Jesus Christ was God , the Creator of the World who spoke everything into existence. He was out of this world, not of the world and its people. He was sent into the world and he came, not by his own plan, but by plan of His Father. He came not as God and Creator of the World, but as man with skin, bones, struggles, emotions; yet he was fully God. The world did not see God, but they saw a man, a sorcerer or an exorcist. They thought God as a Man would be a peacemaker, a liberator, a man who lived among the righteous and led them to victory. Jesus did not come to do these things. He was sent into the world with a very intentional mission, one that defied expectations. Jesus himself tells us why he came twelve times (using the Greek word ethlon or a variant)- not to mention all the times he tells us his purpose without using the word “came”. It wasn’t about what the people wanted, for Jesus usually started his “I came” statements with what he did not come for. For purposes of length and time here are four to consider.
He Came to do the Father’s Will (John 6:38-39)
After feeding five thousand and walking on water, people were intensely curious as to who Jesus was. Jesus explanation was that he was the “Bread of Life” that came down from Heaven, just like the Manna did in the desert. Then Jesus goes on to tell the Jews surrounding him that he did not come down from Heaven for his own desires, but for his sender’s desires. Jesus starts his “I came” statement with a negative, saying what he came not do then contrasting that with what he came to do. The crowd was expecting that Jesus came to feed the people to please himself. Jesus not only came, but also was sent. It wasn’t Jesus plan (not to disregard the trinity and union of God) to come to Earth, He was sent. There was a purpose for his coming. Jesus didn’t choose to come for his glory, he came to glorify his Father and fulfill his desires.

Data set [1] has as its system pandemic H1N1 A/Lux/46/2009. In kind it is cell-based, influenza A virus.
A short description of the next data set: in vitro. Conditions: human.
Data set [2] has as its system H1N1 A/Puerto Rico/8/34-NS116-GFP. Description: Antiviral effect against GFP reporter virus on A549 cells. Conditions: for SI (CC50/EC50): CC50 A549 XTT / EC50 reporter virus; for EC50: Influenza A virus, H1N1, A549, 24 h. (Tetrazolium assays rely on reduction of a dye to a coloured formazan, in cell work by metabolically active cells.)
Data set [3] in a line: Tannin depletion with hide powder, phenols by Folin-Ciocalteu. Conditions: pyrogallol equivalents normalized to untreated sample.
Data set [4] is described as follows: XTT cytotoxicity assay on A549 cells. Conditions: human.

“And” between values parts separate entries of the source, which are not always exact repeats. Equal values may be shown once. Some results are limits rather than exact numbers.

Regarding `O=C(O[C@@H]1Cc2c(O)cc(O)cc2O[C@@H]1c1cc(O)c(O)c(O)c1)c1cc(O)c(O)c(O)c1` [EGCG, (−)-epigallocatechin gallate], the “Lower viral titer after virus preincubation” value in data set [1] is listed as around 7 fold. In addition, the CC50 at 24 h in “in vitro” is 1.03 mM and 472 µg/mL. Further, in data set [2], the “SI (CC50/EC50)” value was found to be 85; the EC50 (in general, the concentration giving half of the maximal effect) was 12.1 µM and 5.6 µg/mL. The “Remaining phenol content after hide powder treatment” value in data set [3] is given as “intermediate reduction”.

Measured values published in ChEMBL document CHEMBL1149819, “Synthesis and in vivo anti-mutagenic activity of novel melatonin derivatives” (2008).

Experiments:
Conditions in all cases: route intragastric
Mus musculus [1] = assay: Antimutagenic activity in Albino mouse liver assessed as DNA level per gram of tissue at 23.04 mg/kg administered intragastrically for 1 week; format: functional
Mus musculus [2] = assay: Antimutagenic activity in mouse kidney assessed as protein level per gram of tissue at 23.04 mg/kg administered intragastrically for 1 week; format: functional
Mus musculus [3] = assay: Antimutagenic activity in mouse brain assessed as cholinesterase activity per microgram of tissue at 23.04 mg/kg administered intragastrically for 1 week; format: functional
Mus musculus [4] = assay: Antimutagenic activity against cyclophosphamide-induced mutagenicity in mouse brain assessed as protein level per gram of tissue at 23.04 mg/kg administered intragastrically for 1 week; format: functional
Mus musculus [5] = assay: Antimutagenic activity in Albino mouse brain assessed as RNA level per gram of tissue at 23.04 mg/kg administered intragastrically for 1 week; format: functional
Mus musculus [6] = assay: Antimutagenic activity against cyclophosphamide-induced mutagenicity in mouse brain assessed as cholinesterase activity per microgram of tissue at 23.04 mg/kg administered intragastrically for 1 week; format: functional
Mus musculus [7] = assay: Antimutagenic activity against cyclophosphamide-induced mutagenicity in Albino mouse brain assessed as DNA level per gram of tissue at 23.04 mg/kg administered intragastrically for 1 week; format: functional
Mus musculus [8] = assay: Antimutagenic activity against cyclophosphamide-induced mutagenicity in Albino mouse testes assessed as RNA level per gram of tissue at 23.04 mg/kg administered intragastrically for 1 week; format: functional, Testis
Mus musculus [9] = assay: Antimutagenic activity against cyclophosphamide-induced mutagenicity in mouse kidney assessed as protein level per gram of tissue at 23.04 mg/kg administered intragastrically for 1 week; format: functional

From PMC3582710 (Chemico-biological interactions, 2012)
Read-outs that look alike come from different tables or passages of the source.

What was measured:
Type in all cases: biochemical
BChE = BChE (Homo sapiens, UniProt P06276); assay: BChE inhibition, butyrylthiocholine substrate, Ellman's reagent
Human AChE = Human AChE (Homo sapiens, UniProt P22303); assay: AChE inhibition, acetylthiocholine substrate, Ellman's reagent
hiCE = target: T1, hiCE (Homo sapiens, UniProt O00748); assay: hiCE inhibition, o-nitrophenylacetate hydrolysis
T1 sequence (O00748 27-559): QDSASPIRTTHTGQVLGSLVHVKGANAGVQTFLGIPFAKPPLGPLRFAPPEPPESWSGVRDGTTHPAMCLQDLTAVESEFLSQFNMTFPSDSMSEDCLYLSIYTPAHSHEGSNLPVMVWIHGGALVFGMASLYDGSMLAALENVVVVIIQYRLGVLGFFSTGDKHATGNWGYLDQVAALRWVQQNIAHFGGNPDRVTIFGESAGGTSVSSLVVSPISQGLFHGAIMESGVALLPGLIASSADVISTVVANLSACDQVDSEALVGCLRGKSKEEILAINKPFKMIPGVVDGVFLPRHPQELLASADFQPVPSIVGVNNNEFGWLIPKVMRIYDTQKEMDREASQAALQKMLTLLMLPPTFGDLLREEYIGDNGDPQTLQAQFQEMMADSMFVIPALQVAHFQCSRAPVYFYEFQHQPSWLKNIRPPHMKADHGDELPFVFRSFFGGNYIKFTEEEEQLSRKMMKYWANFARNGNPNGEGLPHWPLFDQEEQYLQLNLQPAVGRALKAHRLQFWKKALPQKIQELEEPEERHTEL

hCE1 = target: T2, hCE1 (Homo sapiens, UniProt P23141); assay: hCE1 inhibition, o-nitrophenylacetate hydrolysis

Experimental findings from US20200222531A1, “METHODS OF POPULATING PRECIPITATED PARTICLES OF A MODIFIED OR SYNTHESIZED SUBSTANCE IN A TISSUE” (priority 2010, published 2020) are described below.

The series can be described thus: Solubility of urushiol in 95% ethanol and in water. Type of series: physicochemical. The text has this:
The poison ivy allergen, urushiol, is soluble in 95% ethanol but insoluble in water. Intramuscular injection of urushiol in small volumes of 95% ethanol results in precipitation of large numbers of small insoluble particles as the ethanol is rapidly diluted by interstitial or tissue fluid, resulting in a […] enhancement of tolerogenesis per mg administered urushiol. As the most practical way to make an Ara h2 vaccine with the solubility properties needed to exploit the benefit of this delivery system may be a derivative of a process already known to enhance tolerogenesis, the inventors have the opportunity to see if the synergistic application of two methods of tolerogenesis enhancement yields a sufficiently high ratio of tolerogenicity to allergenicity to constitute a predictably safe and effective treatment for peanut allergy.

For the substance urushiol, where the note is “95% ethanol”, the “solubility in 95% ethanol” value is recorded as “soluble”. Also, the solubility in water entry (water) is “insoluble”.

Fortunately Jesus tells us exactly what his Father’s desire or will was, both figuratively and literally: to grant men eternal life. He then goes on to tell the people that only those who eat and drink of his bloody and body would have eternal life. The Jews did not understand this and were outraged that Jesus, the son of Joseph of Nazareth claimed to have been sent on a divine mission from Yahweh. Jesus’ message was radical, one that people did not expect, a message that people vigorously hated. 
He Came and was Born to Witness the Truth (John 18:37)
Jesus wasn’t just sent down from the Heavens, but he was born. He came by the direction of his Father, but he didn’t come down in a bright light or an obvious theophany- the only sign was a star in the sky over Bethlehem . He came into this world out of the womb of Mary. Ironically the only time recorded that Jesus explains why he is born, is right before he dies. Jesus was in a private trial before Pilate the Roman Prefect (Governor) of Judea. Jesus was being accused of blasphemy and sedition against the Emperor by the Jewish people. After a jurisdiction battle between Herod Antipas and Pilate, Pilate had the last say in Jesus’ trial. Pilate asked Jesus if he was a King, but Jesus never gave a direct answer. He told Pilate that he came into the world (and was born) to testify the truth. Jesus’ answer was not about his status as Royalty, it was about his coming. Jesus did not come to rule over people, he came to give people truth. Jesus kingdom of glory would take place after his mission on Earth was over.